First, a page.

No Silver Bullet: Shotgun Wad Debris Prevention at Greater Farallones National Marine Sanctuary

Several shotgun wads, made of plastic, lay on the sand.

This project turns six years of marine debris shoreline monitoring data into action by implementing a behavior change campaign for waterfowl hunters in the greater San Francisco Bay Area to help reduce the amount of shotgun wads entering waterways.

Type of Project: Prevention

Region: California

Project Dates: July 2019 - June 2020

Who is involved?
The Greater Farallones National Marine Sanctuary (GFNMS), Greater Farallones Association, Root Solutions, and other project partners, with the support of NOAA Marine Debris Program funding, will reduce the loss of plastic shotgun wads by surveying hunters to reveal the barriers to preventing shotgun wad debris, implementing best management practices, and evaluating the effectiveness of their efforts.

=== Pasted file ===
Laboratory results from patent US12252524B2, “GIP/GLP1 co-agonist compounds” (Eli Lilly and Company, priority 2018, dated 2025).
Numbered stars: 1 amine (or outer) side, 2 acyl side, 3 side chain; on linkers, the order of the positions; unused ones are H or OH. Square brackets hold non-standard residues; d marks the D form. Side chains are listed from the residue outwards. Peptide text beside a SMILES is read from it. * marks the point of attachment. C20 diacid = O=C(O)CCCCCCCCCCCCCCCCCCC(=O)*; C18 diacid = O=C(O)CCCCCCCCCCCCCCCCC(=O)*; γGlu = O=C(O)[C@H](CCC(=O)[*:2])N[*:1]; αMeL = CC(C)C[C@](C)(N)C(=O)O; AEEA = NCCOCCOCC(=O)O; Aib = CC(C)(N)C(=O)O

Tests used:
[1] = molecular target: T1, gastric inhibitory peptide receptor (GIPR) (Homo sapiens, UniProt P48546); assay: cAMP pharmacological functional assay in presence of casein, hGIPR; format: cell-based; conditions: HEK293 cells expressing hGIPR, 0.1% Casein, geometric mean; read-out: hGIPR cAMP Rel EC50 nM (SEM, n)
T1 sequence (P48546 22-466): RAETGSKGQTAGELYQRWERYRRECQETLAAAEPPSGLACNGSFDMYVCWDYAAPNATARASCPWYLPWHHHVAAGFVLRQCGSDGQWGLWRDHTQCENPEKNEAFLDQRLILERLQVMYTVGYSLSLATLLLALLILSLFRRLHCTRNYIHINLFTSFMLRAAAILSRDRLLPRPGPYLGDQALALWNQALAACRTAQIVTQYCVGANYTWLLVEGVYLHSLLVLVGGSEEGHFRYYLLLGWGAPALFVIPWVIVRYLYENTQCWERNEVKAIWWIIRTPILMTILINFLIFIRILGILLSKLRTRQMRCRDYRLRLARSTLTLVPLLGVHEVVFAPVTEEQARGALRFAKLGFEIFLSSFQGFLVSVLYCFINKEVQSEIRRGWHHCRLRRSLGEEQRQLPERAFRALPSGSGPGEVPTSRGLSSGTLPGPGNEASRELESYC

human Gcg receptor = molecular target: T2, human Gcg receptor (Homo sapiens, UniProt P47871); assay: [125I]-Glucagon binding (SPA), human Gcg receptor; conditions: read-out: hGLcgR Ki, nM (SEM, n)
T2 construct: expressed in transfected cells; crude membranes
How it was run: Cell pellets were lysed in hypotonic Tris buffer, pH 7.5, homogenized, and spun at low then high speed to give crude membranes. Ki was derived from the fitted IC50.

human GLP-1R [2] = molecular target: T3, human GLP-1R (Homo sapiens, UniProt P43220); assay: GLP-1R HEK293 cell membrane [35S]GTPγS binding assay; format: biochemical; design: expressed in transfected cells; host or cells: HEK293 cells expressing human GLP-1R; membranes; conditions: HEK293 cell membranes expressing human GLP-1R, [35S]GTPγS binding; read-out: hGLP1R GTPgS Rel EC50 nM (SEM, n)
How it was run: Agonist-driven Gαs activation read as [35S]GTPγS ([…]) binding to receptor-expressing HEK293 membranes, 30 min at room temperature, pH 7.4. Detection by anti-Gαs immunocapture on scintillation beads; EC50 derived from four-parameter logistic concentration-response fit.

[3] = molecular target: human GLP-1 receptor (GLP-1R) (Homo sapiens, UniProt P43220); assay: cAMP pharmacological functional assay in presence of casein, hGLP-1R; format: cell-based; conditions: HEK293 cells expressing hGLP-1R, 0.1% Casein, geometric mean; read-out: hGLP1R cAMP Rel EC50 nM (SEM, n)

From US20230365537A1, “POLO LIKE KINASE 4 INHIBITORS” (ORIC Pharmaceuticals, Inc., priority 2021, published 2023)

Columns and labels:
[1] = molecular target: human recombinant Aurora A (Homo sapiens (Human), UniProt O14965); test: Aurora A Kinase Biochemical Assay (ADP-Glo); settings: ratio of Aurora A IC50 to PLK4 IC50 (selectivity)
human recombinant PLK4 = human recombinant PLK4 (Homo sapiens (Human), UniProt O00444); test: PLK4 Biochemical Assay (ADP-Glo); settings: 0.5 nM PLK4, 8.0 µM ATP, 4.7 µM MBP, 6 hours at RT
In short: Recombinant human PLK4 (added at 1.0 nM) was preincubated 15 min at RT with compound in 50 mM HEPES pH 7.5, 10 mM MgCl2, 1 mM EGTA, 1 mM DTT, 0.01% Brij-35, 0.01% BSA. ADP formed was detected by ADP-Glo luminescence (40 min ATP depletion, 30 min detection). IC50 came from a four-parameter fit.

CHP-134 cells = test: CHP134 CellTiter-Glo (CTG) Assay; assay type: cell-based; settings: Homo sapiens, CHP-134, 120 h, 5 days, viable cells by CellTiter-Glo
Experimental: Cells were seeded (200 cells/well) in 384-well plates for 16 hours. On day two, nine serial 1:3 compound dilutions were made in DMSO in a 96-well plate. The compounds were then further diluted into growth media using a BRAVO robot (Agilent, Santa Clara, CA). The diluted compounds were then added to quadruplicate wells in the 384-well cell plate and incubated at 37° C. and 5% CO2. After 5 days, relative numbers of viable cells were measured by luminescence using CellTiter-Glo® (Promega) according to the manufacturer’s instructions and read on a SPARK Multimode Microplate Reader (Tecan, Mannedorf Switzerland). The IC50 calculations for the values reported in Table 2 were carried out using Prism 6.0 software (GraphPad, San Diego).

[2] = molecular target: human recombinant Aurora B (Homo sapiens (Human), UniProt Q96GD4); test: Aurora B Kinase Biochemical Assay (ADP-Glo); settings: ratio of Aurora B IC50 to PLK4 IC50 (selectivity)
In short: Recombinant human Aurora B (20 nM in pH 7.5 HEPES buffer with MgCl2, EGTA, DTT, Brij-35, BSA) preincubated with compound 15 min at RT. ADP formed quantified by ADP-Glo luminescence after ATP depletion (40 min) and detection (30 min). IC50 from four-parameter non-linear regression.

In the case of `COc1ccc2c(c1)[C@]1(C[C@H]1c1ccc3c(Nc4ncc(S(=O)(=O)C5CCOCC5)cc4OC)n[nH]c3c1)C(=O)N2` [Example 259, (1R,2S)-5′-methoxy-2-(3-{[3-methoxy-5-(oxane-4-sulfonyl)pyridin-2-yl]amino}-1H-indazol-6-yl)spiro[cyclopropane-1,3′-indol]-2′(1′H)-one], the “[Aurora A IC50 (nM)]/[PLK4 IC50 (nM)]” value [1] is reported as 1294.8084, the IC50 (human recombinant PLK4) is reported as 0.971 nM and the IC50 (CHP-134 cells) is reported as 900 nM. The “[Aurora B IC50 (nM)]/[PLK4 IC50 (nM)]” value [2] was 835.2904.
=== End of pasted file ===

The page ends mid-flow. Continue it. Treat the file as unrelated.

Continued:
What is the project and why is it important?
During their previous shoreline monitoring efforts through the NOAA Marine Debris Monitoring and Assessment Project (MDMAP), GFNMS gathered data on the amount and types of marine debris at six sites along the Marin, San Francisco, and San Mateo county coastline. They found that shotgun wads, the plastic piece of a shotgun shell that is used to separate the shot from the powder, are a common type of debris found on outer coast beaches. These shotgun wads are thought to come from waterfowl hunting, year-round shooting ranges, and target shooting fields along the San Francisco Bay and Delta. Once shot out of a gun, the clear plastic wads can be difficult to locate and properly dispose of, and can end up in the environment, the San Francisco Bay, and the ocean. 

In order to help reduce the amount of shotgun wads entering waterways, the project partners will implement a behavior change campaign engaging waterfowl hunters at two Bay Area hunting reserves, Eden Landing Ecological Reserve, and Don Edwards National Wildlife Refuge. Additionally, GFNMS and the Greater Farallones Association will continue to conduct marine debris surveys at four MDMAP shoreline survey sites in order to assess changes in the amount of shotgun wads on shorelines throughout this campaign.